Sam Chandan, formerly the chief economist at Reis Inc., has launched a new research venture -- Real Estate Economics to analyze the economy, monetary and fiscal policy developments, the regulatory environment and commercial real estate debt market conditions. Last week, the group released its first report, which examines the default rate for commercial real estate mortgages and offers projections for default rates through 2012.
From an estimate of 1.8 percent for the fourth quarter 2008, the default rate for commercial real estate loans held by depository institutions is projected to reach 3.9 percent at the end of 2009; 4.7 percent at the end of 2010; and a peak of 4.8 percent in 2011. From its peak, the default rate is projected to decline to 4.2 percent over the course of 2012.
According to the report, key factors driving the projected increase in the default rate include:
- Constraints on the sources of credit for refinancing maturing mortgages and in support of new sale transactions;
- Further tightening of credit standards by those lenders that remain active in the commercial real estate sector;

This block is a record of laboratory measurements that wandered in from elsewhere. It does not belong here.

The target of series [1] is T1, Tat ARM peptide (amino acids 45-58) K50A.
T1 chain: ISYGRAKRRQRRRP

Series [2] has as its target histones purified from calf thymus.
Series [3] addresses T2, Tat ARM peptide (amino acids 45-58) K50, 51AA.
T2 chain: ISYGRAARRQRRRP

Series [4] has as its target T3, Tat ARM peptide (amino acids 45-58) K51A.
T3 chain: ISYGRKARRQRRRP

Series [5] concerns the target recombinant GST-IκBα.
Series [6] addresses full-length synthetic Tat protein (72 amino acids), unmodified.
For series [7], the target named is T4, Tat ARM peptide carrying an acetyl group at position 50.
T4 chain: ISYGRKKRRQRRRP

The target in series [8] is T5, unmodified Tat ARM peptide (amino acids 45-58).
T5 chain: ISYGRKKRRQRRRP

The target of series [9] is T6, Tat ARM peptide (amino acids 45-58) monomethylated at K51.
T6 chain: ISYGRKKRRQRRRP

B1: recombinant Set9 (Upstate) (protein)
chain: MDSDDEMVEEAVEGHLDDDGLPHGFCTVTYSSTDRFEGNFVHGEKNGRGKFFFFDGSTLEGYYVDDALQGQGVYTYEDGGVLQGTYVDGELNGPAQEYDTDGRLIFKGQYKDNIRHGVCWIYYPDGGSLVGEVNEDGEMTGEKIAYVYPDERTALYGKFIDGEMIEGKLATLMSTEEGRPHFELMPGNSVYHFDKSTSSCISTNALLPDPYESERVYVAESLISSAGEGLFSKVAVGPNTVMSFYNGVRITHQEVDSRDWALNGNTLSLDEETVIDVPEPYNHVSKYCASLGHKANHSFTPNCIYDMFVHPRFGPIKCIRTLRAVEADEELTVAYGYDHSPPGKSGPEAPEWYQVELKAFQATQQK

- Declining commercial real estate values; and,
- Deterioration in property income and escrow balances available to support principal and interest obligations during the term of loans.
The projections don’t take into account any positive movement that would result from the stimulus package currently working its way through Congress or the inclusion of commercial real estate debt into current Treasury Department and Federal Reserve facilities—something commercial real estate trade groups have recently been pushing for. If these things pass, Chandan writes that the default rate projections “could be revised significantly.”
(Full disclosure:Traffic Editor-in-Chief David Bodamer is on the Real Estate Economics Board of Advisors.)